Roof :
Synthetic tiles (no asbestos !!!) on a metal support structure. Using the bigger synthetic tiles will result in greater distances of the rafters -> less material -> less time -> less weight and less money. Below the tiles I will put one or two layers of reflective foil as insulation to reduce radiation.

Ceilings :
Sheetrock (gypsum) with downlights. If necessary I will put some insulation material on top of it.

Windows and doors :
Alloy windows and wooden doors.

Electric :
Grounded electric all through. All lights and fans will have a dimmer combined with a switch, that way you don't need to re-adjust everytime you switch back on. I hate those standard 3-step switch boxes for the fans. All electric lines will run in rails over the ceilings into PVC pipes in the cavity walls. This will give better access to the wires.

Water :
A water tower (at least 2-3 cubic meters) filled by an automatic pump connected to a drilled well, this will provide water pressure even during a black out. I also intend to harvest water for drinking purpose. Haven't decided yet how to store it. Different septic tanks for white and black water. Grey water will be treated in a grease trap. All water lines will run over the ceiling into the cavity walls.

Cooling :
The house should use passive cooling, no aircons (except for the Master Bed, maybe), considering orientation (sun, winds), shading, thermal mass (walls, slab, soil, eventually water feature), insulation and convection.
Even though the standard recommendation for a humid tropical climate is to build with low thermal mass with a single room depth, we all made the experience that the hallways of concrete buildings stay cool in summer - due to their high thermal mass (when being protected from radiation). I try to use this principle in combination with good ventilation. I also want to use the convection below the roof to create a constant air stream through the building. Upwards blowing fans in the center of the building should add to this effect to keep the house cool. I also intend to use plants to "catch" some winds and direct them to the house plus using trees and high rising bamboo for shading. I will add drawings later on, a picture often says more than thousand words.

Work :
Foundation, floor and walls will be build by day labour
Roof and ceilings will be done by specialised sub-contractors.
Water and electric I do by myself.
All work will be done under my supervision. I speak Thai fluently so no communication problems.

Material :
I will have total control about materials, no corner cutting possible.

Timetable :
This is the delicate part of the project.
The backfill of the plot will be done after the rice harvest (don't forget, it's still a rice field !).
The perimeter wall will most likely be build at the end of the rainy season to give the soil a chance to settle and hopefully compact even more and because I don't have time before.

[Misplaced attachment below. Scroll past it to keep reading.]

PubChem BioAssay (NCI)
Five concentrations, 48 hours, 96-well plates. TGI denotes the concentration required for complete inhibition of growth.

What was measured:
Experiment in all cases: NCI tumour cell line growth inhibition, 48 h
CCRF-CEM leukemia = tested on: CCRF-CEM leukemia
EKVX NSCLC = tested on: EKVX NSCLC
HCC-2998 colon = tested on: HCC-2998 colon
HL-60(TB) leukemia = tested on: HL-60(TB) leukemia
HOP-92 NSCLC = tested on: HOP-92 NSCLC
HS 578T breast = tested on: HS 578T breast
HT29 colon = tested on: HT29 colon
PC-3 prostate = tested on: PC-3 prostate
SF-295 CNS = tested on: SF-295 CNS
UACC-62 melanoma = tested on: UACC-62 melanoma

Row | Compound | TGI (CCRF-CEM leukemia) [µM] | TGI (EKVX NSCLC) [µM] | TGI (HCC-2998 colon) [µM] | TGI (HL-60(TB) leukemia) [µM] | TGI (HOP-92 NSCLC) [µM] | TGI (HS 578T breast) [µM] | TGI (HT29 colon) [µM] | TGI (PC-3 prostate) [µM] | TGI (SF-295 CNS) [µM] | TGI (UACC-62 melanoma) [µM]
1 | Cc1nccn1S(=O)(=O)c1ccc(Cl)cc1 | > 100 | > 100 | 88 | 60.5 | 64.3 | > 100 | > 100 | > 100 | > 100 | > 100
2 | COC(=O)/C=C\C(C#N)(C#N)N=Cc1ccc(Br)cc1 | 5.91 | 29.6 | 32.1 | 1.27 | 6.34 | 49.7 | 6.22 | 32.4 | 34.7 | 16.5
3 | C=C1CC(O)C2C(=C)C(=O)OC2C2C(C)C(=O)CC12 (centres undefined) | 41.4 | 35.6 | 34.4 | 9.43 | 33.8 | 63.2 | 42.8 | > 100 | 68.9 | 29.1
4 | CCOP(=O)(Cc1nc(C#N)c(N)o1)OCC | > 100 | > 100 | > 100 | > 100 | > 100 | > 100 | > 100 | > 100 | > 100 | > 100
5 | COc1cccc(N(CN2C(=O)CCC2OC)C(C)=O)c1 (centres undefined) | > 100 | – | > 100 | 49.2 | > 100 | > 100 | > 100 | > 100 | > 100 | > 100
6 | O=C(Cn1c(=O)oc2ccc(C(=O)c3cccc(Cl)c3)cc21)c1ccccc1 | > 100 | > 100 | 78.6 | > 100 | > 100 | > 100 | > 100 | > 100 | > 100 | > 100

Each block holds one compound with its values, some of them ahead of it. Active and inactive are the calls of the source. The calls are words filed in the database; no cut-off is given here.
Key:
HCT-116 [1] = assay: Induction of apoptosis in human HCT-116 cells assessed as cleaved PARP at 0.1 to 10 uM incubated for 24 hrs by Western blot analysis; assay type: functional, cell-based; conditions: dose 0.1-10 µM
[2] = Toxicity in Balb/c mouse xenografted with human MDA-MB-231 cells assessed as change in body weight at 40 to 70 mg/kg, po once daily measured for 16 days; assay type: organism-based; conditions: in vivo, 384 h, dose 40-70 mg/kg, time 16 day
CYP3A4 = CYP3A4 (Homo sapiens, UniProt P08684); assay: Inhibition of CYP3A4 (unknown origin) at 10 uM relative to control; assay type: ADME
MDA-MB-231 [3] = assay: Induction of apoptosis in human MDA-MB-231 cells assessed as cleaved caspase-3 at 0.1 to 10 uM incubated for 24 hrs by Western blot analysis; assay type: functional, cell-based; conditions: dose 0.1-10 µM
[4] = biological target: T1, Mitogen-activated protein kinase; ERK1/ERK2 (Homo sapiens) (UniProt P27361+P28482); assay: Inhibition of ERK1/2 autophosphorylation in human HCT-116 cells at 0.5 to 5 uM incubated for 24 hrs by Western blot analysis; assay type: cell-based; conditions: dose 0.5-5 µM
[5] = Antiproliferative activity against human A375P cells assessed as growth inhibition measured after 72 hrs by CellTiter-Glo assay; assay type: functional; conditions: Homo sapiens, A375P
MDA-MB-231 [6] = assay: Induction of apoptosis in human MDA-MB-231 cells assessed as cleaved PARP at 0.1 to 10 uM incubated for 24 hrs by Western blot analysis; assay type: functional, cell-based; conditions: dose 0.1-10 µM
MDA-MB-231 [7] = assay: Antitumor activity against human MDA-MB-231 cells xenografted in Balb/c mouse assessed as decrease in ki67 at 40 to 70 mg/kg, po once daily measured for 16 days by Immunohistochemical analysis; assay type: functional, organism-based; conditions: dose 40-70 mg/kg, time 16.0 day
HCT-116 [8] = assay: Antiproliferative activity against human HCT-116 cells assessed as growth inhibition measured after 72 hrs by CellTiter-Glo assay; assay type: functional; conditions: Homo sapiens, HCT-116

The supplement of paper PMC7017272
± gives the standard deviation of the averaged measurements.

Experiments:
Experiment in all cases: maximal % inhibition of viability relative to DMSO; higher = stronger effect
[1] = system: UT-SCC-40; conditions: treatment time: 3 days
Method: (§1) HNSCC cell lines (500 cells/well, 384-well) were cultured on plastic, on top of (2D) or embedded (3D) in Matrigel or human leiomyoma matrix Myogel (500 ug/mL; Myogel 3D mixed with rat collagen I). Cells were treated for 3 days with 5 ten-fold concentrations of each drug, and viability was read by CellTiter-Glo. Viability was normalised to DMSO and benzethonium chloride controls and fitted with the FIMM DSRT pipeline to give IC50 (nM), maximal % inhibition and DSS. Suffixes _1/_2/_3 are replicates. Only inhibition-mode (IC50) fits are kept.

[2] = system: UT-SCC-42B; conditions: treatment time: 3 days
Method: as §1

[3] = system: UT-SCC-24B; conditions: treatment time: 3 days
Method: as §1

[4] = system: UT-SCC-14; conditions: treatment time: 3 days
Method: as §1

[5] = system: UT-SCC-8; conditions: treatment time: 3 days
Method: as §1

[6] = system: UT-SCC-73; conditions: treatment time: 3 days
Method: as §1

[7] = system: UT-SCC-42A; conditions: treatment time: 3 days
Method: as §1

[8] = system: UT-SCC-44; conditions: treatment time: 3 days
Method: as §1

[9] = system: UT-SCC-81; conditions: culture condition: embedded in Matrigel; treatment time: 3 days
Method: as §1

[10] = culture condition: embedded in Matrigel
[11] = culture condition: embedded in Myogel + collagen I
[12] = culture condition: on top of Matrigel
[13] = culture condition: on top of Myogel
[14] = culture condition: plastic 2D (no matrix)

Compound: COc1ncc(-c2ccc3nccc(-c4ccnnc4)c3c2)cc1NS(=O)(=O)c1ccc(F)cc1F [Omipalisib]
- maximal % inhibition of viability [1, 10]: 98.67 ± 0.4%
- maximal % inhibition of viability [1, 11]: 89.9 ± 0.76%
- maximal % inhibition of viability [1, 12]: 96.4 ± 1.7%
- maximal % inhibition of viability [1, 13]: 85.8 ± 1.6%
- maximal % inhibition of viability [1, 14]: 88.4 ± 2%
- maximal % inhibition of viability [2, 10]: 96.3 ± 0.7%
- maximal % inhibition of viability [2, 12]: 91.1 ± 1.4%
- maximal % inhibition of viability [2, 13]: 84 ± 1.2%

So far no prob.

Since I want the house being build under my supervision (for a good reason) and since I got not more than 6 weeks holiday the house must be build within those 6 weeks at the end of next year !

I hope with some good planning and preparation this should be possible.
At least the "raw" building (foundation, floor, walls, roof, windows and doors) must stand, the finish can be done later.

Later on I will add some draft drawings of the two versions of the house that I have in mind.
I would be glad for any input, hints or comments about your thoughts or things I may have forgot.
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Postby jazzman » Sat Nov 17, 2007 3:12 pm

Sounds like a well conceived project already. You may be pressed to get all the work you want doing in 6 weeks. A non stop project from start to finish of this size would take about 90 - 120 full working days. Of course, everything depends on how many workers you put on the site, but there is the limit to the maximum that can be going on at any one time.
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Postby dozer » Mon Nov 19, 2007 11:36 pm

Yes, sounds like a well conceived plan. Good job on inspecting the existing builder's work on the current site instead of just 'going ahead' with it as happens so often here for some reason. Correctly managing a project yourself you can increase quality and get a better project price also. The village project will be a good experience. Post some pictures to the picture gallery ( if you have time.
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Postby Nawty » Thu Nov 22, 2007 7:50 pm

for an ex wife ??? thats a first !!!!
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Postby jazzman » Fri Nov 23, 2007 7:15 pm

Building a pool may neverthess need some expert advice, not only on construction and equipment but also how to avoid the luxury good price tag for everything you need. Over to you , Nawty...
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Postby Nawty » Fri Nov 23, 2007 8:50 pm

Moi ?

Yes, if you need some advice on the pool, I can email you someones email address, they doing a pool for me and going along swimmingly....except for the delays on my builders part.